Topography plays a key role in the spread of fire and its frequency (Grimm 1983, Lorimer 2001, Anderson 2006). “Topographic roughness is by far one of the most consistent and important variables affecting the frequency of fire” (Guyette et al. 2006). Historically, there would be fewer fires in rough terrain as these are inversely correlated (Guyette et al. 2002, Guyette et al. 2006, Stewart 1951, Anderson 1990:14, Gleason 1913, 1922, Wells, 1970, Grimm 1984).

Short fire intervals (1-3 years) in rough terrain didn’t happen until human populations increased after more European settlers arrived after 1875. It was impossible to maintain a less-than-3-year frequency (Guyette et al. 2006). One way to puzzle out possible scenarios is to consider a low-intensity surface fire moving along until it reached a steep, rocky hillside of the Driftless Area or one of the many creeks and rivers, or diminishing at the edge of numerous rocky bluffs. The annual fires discussed by Curtis (1971) and Risser et al. (1981) were in level or slightly rolling areas and west of waterways (Anderson 2006, Dickmann and Cleland 2016, Grimm 1983, Leitner et al. 1991) and probably didn’t cover the same area year after year. Dickmann and Cleland (2016) believe these burns occurred between the years of 1000-1800.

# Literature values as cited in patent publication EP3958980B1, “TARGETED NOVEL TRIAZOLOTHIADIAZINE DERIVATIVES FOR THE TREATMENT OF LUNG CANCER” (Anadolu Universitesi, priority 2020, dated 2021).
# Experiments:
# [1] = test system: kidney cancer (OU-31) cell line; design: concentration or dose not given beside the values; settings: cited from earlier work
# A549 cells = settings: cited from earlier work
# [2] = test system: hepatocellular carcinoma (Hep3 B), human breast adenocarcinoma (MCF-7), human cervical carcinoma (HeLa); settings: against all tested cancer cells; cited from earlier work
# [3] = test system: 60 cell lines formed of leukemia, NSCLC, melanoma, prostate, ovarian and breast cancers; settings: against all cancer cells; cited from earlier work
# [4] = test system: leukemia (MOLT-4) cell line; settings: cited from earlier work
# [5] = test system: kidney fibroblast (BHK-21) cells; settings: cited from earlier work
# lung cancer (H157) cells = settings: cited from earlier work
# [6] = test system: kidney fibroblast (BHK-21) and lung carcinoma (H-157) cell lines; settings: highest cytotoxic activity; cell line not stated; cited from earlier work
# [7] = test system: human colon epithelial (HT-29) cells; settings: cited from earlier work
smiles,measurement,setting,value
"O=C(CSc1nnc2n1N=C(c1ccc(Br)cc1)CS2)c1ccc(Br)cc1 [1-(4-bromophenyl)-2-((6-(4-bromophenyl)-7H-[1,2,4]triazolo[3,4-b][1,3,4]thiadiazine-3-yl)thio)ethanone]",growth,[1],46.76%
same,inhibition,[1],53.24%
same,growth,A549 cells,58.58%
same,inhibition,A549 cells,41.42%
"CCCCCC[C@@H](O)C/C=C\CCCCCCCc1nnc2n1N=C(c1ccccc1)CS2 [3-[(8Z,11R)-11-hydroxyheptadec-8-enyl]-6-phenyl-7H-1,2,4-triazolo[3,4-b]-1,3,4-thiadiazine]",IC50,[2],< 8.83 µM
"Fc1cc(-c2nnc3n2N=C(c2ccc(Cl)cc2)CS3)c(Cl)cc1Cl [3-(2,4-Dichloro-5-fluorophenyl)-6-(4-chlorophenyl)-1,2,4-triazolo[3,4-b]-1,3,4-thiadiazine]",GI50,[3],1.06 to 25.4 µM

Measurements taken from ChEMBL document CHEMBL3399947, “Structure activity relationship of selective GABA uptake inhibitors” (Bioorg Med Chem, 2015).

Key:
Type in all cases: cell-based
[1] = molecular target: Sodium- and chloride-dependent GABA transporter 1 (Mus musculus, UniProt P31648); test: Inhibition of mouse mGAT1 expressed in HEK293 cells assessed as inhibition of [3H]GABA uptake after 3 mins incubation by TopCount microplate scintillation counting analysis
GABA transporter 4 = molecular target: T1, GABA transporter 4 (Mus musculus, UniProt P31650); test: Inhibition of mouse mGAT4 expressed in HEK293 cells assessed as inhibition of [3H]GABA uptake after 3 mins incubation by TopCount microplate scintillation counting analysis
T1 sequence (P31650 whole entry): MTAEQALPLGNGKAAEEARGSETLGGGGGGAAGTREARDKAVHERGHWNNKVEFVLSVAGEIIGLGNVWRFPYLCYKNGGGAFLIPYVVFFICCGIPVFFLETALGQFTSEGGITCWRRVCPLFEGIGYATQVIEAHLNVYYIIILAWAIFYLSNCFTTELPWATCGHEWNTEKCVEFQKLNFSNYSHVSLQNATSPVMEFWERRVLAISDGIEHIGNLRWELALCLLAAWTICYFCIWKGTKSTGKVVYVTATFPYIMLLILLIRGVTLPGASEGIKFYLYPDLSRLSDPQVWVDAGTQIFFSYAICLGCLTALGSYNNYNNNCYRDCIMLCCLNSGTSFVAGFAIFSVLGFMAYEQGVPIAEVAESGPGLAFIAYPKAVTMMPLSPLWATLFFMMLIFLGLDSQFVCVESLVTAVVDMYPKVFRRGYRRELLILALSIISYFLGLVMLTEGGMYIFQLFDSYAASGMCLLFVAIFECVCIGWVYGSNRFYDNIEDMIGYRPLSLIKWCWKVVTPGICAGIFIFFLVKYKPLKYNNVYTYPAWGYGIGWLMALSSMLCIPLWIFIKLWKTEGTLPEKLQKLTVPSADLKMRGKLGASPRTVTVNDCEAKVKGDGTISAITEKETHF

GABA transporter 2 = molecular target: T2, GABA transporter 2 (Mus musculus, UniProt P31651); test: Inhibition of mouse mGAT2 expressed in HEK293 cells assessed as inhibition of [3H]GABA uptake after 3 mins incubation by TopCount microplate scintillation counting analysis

Waterways were instrumental in determining burn patterns (Grimm 1983). Fire normally advanced from west to east leaving vegetation on the east side sheltered from the fire and burned less frequently (Anderson 1983, 1998, 2006, Gleason 1922, 1913, Davis 1977). In Wisconsin, vegetation and landscape differed on the east side and the west side of the Pecatonica River (Leitner et al. 1991). The numbers of creeks, streams, and river would influence the fire.